Digital economy gets new boost

  • Central bank cuts interbank charges
  • New arrangement starts next year

TANZANIA: THE Bank of Tanzania (BoT) has revised down fees and charges for the Tanzania Interbank Settlement System (TISS) in order to reduce the costs of electronic payments and promote digital payment in the country.

According to BoT statement seeking stakeholders’ consultation, the move is part of their ongoing efforts to reduce the costs of electronic payments, encourage the adoption of electronic payment methods and decrease the use of cash. The new TISS fees and charges are expected to take effect in January next year.

The system facilitates settlement of interbank fund transfers, cheques and electronic funds transfer clearing obligations, payment card switch balances and money market transactions.

Alpha Capital Head of Research and Analytics Imani Muhingo told ‘Daily News’ that the revision of TISS fees and charges is a welcomed development, it builds on the government’s efforts to improve the business environment and formalise informal economic activities.

“The government had already relaxed mobile money transaction levies back in July, now this development adds on to the efforts of digitising the economy and carrying the associated benefits,” Mr Muhingo said.

TISS, which is owned and operated by the BoT, is the country’s payment settlement system that processes high-value and timesensitive payments in real time. The system facilitates the settlement of interbank fund transfers, cheques, electronic funds transfer clearing obligations, payment card switch balances and money market transactions.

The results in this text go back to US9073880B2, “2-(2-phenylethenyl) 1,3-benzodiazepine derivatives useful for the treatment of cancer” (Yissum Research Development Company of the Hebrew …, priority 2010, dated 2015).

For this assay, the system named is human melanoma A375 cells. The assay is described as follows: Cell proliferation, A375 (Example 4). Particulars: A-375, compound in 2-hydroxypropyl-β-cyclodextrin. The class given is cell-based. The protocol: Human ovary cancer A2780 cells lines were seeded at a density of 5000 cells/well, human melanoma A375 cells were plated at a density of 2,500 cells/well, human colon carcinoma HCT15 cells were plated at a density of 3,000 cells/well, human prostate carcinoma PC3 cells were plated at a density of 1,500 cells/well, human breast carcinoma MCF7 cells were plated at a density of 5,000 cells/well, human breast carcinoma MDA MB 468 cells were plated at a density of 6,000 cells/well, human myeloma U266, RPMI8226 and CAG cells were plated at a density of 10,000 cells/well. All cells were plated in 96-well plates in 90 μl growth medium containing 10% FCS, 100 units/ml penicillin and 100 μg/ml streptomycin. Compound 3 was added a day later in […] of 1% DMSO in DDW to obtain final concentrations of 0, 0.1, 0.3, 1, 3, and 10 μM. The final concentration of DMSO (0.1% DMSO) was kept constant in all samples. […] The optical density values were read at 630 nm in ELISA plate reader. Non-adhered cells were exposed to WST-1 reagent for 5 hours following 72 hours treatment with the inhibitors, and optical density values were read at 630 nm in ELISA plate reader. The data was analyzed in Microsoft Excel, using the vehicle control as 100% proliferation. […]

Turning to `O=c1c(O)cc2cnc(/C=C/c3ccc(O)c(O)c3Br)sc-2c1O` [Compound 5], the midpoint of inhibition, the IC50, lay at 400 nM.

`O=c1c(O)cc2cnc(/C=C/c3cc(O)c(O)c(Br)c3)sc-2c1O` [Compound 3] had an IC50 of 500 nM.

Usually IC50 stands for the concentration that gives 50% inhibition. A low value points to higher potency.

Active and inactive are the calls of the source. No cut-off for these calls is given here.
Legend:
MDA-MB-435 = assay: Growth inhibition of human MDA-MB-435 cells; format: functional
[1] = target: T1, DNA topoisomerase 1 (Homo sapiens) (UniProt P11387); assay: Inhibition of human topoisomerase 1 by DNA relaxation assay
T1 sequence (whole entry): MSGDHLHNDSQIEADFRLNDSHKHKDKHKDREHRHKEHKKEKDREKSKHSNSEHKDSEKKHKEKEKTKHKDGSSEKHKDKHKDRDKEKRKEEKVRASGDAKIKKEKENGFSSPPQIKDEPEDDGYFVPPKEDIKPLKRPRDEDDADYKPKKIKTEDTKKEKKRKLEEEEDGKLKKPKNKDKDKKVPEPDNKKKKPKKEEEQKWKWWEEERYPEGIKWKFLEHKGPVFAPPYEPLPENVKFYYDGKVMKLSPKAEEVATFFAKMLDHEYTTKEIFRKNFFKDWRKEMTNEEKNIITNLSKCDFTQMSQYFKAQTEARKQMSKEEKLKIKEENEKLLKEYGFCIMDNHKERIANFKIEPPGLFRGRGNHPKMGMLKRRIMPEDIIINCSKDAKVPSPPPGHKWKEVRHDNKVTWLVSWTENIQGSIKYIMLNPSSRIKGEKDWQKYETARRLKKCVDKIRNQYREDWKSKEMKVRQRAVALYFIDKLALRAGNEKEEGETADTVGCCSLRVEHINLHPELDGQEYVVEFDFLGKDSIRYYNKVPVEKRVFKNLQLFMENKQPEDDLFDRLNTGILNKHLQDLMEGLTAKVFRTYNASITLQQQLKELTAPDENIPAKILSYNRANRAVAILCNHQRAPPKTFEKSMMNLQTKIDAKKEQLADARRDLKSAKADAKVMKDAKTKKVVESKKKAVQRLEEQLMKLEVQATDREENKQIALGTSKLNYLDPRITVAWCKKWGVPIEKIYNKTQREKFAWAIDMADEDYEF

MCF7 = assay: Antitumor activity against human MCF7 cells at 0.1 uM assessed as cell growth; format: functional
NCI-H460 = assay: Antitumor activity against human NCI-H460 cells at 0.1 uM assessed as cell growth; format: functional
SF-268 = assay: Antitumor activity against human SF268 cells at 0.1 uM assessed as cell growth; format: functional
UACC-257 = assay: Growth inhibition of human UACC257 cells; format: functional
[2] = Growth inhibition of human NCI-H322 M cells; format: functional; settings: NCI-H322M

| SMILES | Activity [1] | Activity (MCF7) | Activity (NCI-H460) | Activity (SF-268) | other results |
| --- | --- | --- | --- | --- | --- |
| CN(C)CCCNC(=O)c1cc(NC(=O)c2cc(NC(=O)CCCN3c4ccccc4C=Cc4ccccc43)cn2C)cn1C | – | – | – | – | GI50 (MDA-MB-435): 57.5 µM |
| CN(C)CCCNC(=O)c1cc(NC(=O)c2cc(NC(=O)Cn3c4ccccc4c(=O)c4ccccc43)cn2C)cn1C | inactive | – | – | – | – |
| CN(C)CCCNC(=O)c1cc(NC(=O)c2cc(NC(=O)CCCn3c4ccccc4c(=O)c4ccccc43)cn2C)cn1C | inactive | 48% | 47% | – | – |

The Vertex International Securities Chief Executive Officer, Mr Mateja Mgeta, believes that the BoT’s decision to reduce TISS fees and charges will have an impact on the liquidity of banks and the general public.

“We think this is a very positive and practical move by the Bank of Tanzania as it aims to ease liquidity for banks and the general public alike,” Mr Mgeta said.

Mr Mgeta told this paper that he expects the measures to boost the volume of interbank transactions and encourage the public to prefer bank transfers over other methods, thereby bringing more money into the banking system. Vertex head sees this move as positive and practical, as it aims to increase liquidity for both banks and the public.

The participants of TISS include commercial banks and some financial institutions, with the Tanzania Revenue Authority (TRA) indirectly participating when using the system to collect government revenue. Commercial banks are deposit money banks that have liabilities in the form of deposits payable on demand and transferable by cheque or other methods for making payments.

These TISS members use the system to send and receive payment messages on behalf of themselves or their customers. The Managing Director of DCB Commercial Bank, Sabasaba Moshingi, commended the BoT’s initiative to reduce electronic payment costs, as it will play a significant role in promoting a cashless economy.

He noted that for banks, the reduction in charges and fees means a reduction in income and advised banks to find ways to cut costs and continue to grow their businesses in order to adapt to the changing environment. Cashless payment systems can stimulate economic growth by making payments easier and more convenient, thereby promoting consumption.

These systems also provide time and cost savings opportunities for businesses by reducing manual reconciliation, counting and cash handling as well as reducing the government’s cost of issuing physical cash.

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